When it looked as if Matt Juliano might die of COVID-19, people the Juliano Brothers didn’t even know started sending priests to the hospital. Lying in bed, Matt Juliano had no idea. At one point, he thought he was in Cape May, not Willingboro.

Just thinking about it, finally at home Thursday in Gloucester County, not even there for 10 minutes, the eyes of this teddy bear of a Jersey Shore lead guitarist with a day job welled up with tears, and he gulped back sobs as he gulped in oxygen.

“I’m just a guy from Jersey,” he said, surrounded by friends and family as if he were Dorothy back from Oz.

Just a guy in a band from Jersey, actually. A Jersey bar band, the kind that plays dead-on covers that send their fans back in time, with followings from Sea Isle City to Philly to Key West.

So what if they’re not the E Street Band. This crazy months-long coronavirus odyssey that nearly did the Juliano Brothers all in, spread to six more of their friends and family, and hit with a vengeance, in particular with Matt, 59, but also to bass player Greg, 51, and drummer Mike, 62, taught them all something incredible. Their fans are crazy about them. And don’t want to lose them.

Greg said they received about 30,000 well wishes, have raised about $28,000 for medical expenses, and are still talking about the people who sent bottles of Padre Pio Holy Water to Matt’s room. Matt spent 102 days in the hospital, much of it in a medically induced coma.

In retrospect, would longtime fans of this beloved Jersey Shore cover band, or maybe any Jersey Shore cover band, be expected to do any less?

“I fought for all of youse,” Matt said Thursday at his kitchen table in National Park, a homecoming spread of meats and cheese and champagne in front of him. “So hard.”

Meanwhile, in Sea Isle City

As all this drama was playing out, Greg posting Facebook videos first from his hospital bed, then from home, still gasping for air, then getting better, then the triumphant (no dancing, no bar stools) return to the Laughing Fox Tavern on the White Horse Pike in Magnolia, two of the three brothers back in the saddle since January, their longtime home down the Shore was literally biting the dust.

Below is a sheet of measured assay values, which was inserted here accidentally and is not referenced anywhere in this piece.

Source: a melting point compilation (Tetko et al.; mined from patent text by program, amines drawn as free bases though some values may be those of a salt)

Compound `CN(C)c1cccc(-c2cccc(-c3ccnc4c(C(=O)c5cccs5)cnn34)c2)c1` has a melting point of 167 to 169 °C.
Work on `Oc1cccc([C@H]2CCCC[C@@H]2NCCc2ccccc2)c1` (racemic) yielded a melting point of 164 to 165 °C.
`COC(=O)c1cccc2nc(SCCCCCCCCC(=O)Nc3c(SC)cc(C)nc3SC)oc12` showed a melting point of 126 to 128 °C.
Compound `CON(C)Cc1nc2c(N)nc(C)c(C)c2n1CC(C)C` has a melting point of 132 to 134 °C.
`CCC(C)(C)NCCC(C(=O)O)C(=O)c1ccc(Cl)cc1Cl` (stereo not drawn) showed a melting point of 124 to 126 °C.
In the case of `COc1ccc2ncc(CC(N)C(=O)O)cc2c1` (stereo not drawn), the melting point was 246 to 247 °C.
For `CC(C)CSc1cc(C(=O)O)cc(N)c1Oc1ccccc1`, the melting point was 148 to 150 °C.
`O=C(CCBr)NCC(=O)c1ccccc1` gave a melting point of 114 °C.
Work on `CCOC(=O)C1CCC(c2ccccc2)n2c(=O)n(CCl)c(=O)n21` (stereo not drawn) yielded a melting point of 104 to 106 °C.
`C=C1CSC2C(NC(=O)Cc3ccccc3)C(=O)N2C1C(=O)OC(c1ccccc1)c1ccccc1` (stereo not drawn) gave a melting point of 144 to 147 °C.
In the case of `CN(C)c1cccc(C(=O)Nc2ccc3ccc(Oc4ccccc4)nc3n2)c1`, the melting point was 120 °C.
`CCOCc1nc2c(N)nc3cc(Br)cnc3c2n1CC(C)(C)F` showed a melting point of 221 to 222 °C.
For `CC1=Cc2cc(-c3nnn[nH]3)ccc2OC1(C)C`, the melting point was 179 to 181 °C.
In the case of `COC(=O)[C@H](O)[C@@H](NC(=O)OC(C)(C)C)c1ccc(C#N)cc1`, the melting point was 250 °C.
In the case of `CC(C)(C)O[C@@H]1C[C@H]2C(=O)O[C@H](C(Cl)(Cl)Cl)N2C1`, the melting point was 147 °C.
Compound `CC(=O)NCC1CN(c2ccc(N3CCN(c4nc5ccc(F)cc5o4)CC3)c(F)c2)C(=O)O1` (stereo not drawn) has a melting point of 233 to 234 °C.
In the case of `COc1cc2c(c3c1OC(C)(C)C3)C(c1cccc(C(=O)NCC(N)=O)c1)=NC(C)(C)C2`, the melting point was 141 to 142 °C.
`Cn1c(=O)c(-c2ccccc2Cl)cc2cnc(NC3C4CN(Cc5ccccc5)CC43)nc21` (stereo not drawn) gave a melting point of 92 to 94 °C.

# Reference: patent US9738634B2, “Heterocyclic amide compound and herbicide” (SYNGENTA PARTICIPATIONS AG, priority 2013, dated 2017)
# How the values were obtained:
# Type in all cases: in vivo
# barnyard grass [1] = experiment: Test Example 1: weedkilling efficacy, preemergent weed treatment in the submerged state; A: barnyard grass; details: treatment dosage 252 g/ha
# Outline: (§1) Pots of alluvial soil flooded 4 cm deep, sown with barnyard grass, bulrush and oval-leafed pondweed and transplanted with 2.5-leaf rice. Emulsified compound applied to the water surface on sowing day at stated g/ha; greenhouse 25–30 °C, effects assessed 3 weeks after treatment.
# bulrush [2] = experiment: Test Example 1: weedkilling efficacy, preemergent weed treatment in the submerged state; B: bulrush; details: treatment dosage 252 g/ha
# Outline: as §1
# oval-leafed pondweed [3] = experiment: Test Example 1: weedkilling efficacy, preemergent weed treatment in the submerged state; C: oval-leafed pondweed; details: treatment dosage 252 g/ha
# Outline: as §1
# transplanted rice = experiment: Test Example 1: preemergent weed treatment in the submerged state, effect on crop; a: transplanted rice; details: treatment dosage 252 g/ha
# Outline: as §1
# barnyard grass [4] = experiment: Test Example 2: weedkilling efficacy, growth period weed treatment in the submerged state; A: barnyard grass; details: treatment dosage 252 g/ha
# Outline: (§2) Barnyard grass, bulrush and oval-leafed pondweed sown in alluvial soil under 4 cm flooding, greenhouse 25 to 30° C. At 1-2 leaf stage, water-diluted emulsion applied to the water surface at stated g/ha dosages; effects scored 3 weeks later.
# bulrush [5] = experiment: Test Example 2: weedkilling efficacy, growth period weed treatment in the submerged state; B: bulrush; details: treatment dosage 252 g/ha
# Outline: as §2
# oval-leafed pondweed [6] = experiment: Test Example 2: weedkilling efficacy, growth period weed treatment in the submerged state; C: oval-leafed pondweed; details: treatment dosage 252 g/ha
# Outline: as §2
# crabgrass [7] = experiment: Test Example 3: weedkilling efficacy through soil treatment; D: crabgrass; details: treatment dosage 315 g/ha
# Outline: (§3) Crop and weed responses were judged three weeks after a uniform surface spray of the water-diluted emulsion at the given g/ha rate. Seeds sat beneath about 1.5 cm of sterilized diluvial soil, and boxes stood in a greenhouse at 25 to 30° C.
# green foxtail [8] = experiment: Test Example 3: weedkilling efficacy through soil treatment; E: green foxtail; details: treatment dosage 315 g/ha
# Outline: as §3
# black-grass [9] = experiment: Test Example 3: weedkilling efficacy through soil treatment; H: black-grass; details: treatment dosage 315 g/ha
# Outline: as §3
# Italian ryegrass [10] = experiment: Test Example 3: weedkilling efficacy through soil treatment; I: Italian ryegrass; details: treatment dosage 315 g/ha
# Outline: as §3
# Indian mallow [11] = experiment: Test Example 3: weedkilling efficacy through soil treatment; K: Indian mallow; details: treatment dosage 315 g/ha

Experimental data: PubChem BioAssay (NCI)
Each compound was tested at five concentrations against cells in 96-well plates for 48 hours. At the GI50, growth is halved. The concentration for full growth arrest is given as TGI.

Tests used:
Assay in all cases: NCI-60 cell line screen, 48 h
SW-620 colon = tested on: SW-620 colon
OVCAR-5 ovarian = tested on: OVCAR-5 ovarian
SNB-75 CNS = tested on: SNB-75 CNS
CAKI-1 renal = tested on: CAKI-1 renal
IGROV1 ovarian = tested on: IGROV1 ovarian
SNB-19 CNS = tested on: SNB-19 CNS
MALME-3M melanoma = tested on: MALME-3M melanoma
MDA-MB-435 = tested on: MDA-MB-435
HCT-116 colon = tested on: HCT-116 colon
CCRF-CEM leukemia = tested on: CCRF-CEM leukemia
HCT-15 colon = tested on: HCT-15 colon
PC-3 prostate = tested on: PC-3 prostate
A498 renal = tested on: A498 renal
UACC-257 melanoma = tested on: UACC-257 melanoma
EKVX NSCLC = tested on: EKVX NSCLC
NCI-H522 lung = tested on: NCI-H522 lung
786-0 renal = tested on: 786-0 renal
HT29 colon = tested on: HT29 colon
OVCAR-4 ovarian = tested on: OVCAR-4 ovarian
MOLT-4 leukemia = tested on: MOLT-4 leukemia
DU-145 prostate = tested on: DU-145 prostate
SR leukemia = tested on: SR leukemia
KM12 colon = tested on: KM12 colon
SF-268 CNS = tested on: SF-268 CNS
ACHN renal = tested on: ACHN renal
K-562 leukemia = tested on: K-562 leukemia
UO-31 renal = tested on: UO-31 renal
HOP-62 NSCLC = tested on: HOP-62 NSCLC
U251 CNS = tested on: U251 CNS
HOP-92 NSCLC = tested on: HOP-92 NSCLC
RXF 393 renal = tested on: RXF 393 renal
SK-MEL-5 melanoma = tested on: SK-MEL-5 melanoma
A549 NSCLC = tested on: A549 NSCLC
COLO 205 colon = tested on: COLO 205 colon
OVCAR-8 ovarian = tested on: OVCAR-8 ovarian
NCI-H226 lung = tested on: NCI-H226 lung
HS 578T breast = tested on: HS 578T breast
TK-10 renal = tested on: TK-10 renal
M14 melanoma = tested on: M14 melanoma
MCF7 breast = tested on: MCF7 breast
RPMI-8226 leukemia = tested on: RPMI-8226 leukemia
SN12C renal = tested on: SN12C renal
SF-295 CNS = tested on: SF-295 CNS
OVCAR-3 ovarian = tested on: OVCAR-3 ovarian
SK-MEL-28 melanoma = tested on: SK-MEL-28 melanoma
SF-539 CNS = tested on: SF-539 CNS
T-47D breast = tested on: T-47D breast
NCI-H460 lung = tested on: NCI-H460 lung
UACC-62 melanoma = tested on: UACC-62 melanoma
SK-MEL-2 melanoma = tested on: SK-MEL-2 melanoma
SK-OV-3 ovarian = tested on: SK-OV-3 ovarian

The brothers started playing with their parents as teenagers, in a band called Family Affair. In the last decade and a half, they solidified their place in the pantheon of Shore cover bands in such bars as Keenan’s Irish Pub in North Wildwood and, most iconically, the Springfield Inn.

» READ MORE: Juliano Brothers aim to please Shore fans (from 2015)

That landmark Sea Isle bar that held so many memories for people had already closed, and a sale was pending. On Feb. 8, an excavator tore through the main building and Carousel beach bar on 43d Street. There was little resistance left in the old girl.

“They tore down the Carousel with one hook, they just grabbed it and pulled it right down,” said Mike, as he waited for Matt to arrive home from Marlton Rehab.

“We were lucky, we got some of the bar stools out,” he said. “They’re down the Shore at a friend’s house.”

Greg was getting messages and videos about the demolition, but he could barely take it in with all that was going on. The band had already moved on to the Ocean Drive, another iconic Sea Isle bar. They’d said their goodbyes after a 15-year run, and were happy for the owners. Terry Eidenberg, one of the sisters who ran the Springfield for decades, made sure they would be welcomed at the OD.

» READ MORE: Last call for the Springfield Inn in Sea Isle City (from 2017)

Greg’s wife, Diane, who is corporate director of nursing at Jefferson Stratford Hospital, and kept close watch on the hospital stays of all three brothers, said she is looking forward to seeing the sisters who ran the Springfield “on the other side of the bar, actually enjoying themselves.”